Congressman Dave Reichert on:
News Brief

Dear Friend,

It was heartwarming to see the overwhelming support from my colleagues in Congress and people across the country, who displayed blue lights in their windows, wore blue, or simply thanked a cop in honor of National Law Enforcement Appreciation Day this past Monday. A big thank you to KOMO 4 News for covering some of my office’s efforts to encourage Members to participate and for recognizing the importance of honoring those who do the most to keep our families safe.

And thank you to Speaker Ryan, for asking me to write a guest post in honor of this important day. But most of all, thank you to the men and women who leave home each morning not knowing if they’ll return that night so our families feel safe.

On Monday, I spoke on the House floor to recognize these men and women. Tragically, only hours before I took to the floor, I learned that two additional members of law enforcement in Orlando, FL - Master Sgt. Debra Clayton with the Orlando PD and Deputy First Class Norman Lewis with the Orange County Sheriff’s Office - had been killed in the line of duty on a day designated to celebrate our appreciation for their service.

After a year where we saw a spike in targeted attacks on law enforcement and lost a total of 135 mothers, fathers, brothers, and sisters, I thought it was important to end my remarks on the House floor with a unifying message calling for teamwork and peace from one of my favorite musicians, James Brown.  In one of his lesser known songs from the 1960s, he says, "America is the greatest country in the world…Now black and white they may fight, but when the enemy comes we get together and run ‘em out of sight.”

Powerful words coming from an African American man living in the 1960s.

Unfortunately, the “enemy” has become increasingly clear over the past several years as we have watched police-community relations continue to deteriorate: the enemy is hate. I say we take James Brown’s advice: let’s get together and run it out of sight.

This coming Monday, we will celebrate Martin Luther King Day to honor the most influential and inspirational unifying figure of the 20th Century.  Dr. King taught us the power of hope and the importance of peace.  He also taught us that Americans cannot solve problems when we are divided.  We must come together under our common goals of peace and keeping our families safe.  As Dr. King once said, "We must all learn to live together as brothers and sisters or we will all perish together as fools."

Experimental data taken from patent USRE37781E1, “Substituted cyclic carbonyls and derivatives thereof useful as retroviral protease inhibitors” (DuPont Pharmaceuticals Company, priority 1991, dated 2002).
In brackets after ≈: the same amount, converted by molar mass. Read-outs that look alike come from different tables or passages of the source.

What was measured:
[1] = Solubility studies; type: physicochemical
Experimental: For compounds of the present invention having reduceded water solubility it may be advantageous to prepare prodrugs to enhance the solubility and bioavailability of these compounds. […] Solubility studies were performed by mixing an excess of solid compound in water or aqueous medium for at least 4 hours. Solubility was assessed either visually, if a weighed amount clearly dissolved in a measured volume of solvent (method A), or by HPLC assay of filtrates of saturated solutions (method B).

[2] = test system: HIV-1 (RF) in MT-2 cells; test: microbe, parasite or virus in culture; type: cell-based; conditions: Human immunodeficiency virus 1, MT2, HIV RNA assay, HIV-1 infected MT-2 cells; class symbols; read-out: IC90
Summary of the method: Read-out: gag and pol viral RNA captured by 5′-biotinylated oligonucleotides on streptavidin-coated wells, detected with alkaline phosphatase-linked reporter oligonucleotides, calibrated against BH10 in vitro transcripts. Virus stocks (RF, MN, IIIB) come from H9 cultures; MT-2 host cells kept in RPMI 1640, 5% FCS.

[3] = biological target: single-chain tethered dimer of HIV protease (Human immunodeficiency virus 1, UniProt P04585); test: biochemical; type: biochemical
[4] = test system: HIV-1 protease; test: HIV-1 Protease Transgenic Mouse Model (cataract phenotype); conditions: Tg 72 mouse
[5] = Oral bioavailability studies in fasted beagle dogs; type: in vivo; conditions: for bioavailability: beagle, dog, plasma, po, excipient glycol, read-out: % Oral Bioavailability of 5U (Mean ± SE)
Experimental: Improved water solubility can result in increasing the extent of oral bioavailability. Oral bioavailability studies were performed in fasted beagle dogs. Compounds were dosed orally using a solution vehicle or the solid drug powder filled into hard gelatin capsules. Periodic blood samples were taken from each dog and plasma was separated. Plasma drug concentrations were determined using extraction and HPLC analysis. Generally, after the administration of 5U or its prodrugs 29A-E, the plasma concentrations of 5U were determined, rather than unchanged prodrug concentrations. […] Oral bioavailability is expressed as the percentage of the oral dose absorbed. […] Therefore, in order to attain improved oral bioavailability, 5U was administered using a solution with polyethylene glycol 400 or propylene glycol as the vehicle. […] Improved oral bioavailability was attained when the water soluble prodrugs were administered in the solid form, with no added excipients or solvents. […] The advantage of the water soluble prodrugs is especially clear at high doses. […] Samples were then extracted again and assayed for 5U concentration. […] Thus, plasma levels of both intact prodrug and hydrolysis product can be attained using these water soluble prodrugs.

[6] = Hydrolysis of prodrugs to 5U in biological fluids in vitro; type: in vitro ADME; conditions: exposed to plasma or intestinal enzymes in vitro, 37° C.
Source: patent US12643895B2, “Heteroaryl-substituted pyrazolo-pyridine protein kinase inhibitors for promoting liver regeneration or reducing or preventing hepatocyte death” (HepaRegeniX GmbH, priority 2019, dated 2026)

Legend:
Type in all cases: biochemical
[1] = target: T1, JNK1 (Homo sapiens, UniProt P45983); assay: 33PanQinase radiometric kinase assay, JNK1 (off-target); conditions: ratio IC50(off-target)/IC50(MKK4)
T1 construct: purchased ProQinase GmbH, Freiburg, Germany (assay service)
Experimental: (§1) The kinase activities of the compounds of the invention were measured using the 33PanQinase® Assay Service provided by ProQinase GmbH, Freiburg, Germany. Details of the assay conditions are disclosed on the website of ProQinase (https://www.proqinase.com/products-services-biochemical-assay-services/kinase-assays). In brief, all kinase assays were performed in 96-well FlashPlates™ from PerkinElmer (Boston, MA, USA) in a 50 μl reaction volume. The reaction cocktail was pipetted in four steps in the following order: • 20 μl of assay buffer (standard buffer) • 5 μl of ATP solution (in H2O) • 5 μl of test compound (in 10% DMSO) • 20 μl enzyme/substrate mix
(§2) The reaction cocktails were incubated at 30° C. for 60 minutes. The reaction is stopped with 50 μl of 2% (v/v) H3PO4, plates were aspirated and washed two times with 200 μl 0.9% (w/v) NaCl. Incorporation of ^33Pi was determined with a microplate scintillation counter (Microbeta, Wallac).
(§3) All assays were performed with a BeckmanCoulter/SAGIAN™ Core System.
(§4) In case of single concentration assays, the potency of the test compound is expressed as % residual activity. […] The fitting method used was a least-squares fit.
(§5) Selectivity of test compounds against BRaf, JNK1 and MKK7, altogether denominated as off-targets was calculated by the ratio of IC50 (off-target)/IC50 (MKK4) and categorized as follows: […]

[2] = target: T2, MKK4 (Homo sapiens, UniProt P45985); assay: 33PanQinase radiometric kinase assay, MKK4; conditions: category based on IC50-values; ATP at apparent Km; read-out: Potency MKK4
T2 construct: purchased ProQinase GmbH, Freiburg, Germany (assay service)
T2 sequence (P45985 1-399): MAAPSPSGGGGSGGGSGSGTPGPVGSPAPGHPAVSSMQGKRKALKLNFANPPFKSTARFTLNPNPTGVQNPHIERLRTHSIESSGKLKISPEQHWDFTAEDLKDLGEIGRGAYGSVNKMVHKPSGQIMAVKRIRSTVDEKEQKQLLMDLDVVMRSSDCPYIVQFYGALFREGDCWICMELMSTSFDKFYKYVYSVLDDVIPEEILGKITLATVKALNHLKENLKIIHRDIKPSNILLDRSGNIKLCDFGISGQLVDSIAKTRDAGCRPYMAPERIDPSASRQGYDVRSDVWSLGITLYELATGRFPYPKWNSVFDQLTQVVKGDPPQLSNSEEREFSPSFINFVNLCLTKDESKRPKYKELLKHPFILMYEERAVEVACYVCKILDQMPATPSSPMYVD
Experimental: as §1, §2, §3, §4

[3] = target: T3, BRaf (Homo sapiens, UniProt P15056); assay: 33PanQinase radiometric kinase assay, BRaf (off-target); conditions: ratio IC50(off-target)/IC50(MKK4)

Please click the image below to watch my remarks on the House floor or read the full transcript of my speech below:

“Mr. Speaker today is National Law Enforcement Appreciation Day.

Behind me are the faces of the 135 men and women. The faces of those who paid the ultimate price serving and protecting us this past year so that our families, our children can live safe and enjoy our freedom. Freedom isn't free! 

You may not know or recognize these faces, but you know the faces of others who have served or who are serving today. They are the faces of our brothers, sisters, mothers, fathers and friends. Some were ambushed and executed, some lost their lives responding to a call to save a life, someone who called for help.

Tacoma Police Officer Jake Gutierrez from my home state of Washington is one of the faces behind me. He lost his life in the line of duty just last month while trying to protect a woman from domestic violence.

Jake was supposed to exchange wedding vows with his fiancé in just a few weeks.